At his deathbed, Alexander the Great ordered for all his treasures to be scattered on the streets during his funeral procession. He wanted the world to see that no material wealth can help you once you see the light at the end of the tunnel! However, that same light can sometimes illuminate and clarify your priorities!
When people stare in the face of death, they often make the most absurd of last wishes. The famous actress Elizabeth Taylor was arriving 15 minutes late to her own funeral! When it came to Jimmy Dean, a renowned country artist, he chose to be entombed in a grand piano-shaped mausoleum with an epitaph reading “Here lies one hell of a man!”
However, some last requests are downright poetic and heart wrenching. That was the case of an unknown woman on her deathbed in Queensland, Australia.
The woman was being transferred to a hospital’s palliative care unit by the Queensland Ambulance Service in late November. The terminally ill woman knew that death was imminent for her and so, she requested to see the beach one last time.
Deciding to honor the woman’s last wish, paramedics Graeme Cooper and Danielle Kellan drove the woman to breathe in the salty air of Hervey Bay for one last time.
The Queensland Ambulance Service shared the story on Facebook by posting a picture of the paramedic beside the woman on a stretcher. The photo with its view of the woman beside the calm blue sea went viral almost instantly. It has garnered over 24,000 shares and more than 47,000 likes on Facebook.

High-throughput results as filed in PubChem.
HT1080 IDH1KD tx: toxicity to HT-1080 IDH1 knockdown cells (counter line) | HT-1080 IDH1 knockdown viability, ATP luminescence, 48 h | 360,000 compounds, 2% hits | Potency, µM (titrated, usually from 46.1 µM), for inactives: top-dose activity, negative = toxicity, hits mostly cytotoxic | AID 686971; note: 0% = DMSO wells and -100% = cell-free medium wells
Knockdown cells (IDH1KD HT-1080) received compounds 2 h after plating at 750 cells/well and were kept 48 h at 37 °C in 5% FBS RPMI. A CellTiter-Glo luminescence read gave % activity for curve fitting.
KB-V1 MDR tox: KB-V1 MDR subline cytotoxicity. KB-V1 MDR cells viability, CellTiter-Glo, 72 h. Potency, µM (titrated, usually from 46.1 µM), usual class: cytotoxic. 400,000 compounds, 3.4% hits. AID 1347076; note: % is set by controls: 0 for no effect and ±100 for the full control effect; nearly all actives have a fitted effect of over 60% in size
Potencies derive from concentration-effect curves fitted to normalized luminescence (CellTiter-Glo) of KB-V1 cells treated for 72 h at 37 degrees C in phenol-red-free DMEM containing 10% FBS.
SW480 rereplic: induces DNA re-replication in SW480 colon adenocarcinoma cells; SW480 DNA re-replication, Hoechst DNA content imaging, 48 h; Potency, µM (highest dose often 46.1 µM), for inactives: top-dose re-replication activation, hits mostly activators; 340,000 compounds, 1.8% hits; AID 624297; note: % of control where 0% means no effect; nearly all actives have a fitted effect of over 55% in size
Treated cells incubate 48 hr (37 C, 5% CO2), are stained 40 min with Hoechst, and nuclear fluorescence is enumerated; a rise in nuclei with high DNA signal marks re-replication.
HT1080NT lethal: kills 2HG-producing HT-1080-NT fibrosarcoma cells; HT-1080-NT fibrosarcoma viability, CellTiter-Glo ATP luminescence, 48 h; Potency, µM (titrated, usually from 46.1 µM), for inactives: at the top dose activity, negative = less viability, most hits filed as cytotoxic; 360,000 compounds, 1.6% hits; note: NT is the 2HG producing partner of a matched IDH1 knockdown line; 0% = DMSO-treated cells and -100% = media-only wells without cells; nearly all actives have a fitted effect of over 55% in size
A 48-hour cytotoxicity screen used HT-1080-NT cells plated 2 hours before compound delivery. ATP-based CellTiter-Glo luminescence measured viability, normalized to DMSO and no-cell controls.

During an interview with the Australian Broadcasting Corporation, paramedic Graeme Cooper stated that since the palliative care unit only provides relief from the discomfort, and does not prolong life. This meant it would be her last excursion to the beach. He elaborated on the touching story behind her moving last wish saying that she had shifted to Hervey Bay to live there.
Cooper added that since the woman was on the stretcher, it was difficult to get her over the rocks. He wanted to take her into the ocean, however, since that was not possible, he brought the ocean to her. He used a clean disposal bag and filled it with water. She was elated and overjoyed to taste the salty water of her home.
He considers himself fortunate for playing such a crucial role in his patients’ lives. He advises to always look for a window of opportunity to make a difference to peoples’ lives. He stated that for terminally ill patients, it is alright if you take a long way around just to see a wide smile on their faces.
Cooper’s partner Kellan told ABC that the compassionate paramedic goes out of his way to care for his patients, fetching flowers for them and even wheeling them outside to feel the warmth of the sun. She said that the little detour was the perfect summation of Cooper’s generous personality.
The Ambulance Service applauded the efforts of both the paramedics, emphasizing on how treatment and drugs only help a patient to some extent. Empathy and compassion are what truly makes a difference!
The post prompted several others to share their emotional stories. One woman shared the story of a terminally ill patient who wanted to see the fireworks one last time. One male nurse shared how he bought an ice cream for an old man and how the old chap ‘felt like a little boy again’ by this little act.
It is people like these that restore our faith in humanity!